Permanent homes provide safety from domestic violence
A CBH resident’s story of recovery
Domestic violence is one of the top five causes of homelessness in the United States, and more than 80 per cent of mothers and children experiencing homelessness had previously experienced domestic violence (2009). KPCC recently reported on the role domestic violence has played in the 55 per cent increase in homeless women and children in LA County in 2016.
Permanent supportive homes, like those provided by Clifford Beers Housing, play an important role in addressing this crisis. Mary (pictured with other residents) has been left with mental and physical scars from abuse, but she insists that her story is one of hope. “Being in abusive relationships caused me to become homeless” says Mary, now a resident of CBH’s NoHo Senior Villas. “For years I coped, survived, worked successfully, and took good care of my children. But inside I was riddled with fear. Finally, my children told me that they were also being abused, and I fell apart. I had a major mental breakdown. I left in order to keep my children safe, but I couldn’t go back to work or maintain our own apartment.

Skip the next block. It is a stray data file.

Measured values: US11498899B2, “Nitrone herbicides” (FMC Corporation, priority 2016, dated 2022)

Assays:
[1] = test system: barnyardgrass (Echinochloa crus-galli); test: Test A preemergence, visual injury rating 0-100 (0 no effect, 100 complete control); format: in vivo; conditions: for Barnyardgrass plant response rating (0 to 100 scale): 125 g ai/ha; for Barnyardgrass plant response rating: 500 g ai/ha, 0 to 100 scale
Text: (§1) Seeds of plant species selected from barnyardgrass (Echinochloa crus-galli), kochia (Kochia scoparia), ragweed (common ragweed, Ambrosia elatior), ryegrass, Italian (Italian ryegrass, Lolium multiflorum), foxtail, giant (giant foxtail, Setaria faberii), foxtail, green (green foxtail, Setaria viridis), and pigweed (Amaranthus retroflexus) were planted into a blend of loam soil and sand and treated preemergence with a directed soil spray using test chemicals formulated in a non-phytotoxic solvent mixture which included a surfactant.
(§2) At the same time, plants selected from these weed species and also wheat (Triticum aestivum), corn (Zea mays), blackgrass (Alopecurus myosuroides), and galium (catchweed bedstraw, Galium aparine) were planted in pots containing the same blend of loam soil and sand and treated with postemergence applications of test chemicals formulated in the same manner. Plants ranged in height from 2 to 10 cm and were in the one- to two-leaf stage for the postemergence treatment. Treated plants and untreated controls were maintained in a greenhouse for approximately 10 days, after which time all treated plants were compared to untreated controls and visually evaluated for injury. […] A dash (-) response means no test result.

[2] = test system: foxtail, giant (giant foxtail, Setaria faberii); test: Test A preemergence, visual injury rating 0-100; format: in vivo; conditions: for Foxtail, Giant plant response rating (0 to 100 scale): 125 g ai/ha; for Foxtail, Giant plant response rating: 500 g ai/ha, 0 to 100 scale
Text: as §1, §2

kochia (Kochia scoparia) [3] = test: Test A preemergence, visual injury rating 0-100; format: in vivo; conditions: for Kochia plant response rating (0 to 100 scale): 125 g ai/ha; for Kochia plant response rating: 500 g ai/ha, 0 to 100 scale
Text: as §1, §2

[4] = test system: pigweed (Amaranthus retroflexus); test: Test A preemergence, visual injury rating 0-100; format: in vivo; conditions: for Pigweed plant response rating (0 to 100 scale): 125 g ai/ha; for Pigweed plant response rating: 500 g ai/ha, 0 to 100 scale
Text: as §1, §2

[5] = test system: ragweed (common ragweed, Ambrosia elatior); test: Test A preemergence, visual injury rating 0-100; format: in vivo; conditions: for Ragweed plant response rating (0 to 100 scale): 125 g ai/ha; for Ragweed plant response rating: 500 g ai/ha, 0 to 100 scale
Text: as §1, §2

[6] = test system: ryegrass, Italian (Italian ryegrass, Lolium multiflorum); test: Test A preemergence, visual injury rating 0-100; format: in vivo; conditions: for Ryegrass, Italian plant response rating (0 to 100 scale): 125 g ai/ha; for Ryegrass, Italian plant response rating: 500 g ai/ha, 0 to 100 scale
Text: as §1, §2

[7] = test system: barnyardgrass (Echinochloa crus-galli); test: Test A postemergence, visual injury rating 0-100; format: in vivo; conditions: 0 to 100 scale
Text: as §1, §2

One day I found myself alone in Starbucks, and I had a breakdown and was taken to a hospital. Through the hospital I was able to get into permanent housing. Now for three years I’ve lived in NoHo Senior Villas. There are support services in my building, and case managers who are on site all of the time to help my mental health. There are so many great things about having my permanent home. I finally live in a safe environment, and this place is affordable on my fixed income. Living in permanent supportive housing has helped me stop the cycle of abuse, so that I have more confidence and peace in my life.” Mary is now a housing advocate with the Corporation for Supportive Housing’s SpeakUp! program, where she speaks to lawmakers and the public about the need for more affordable homes.
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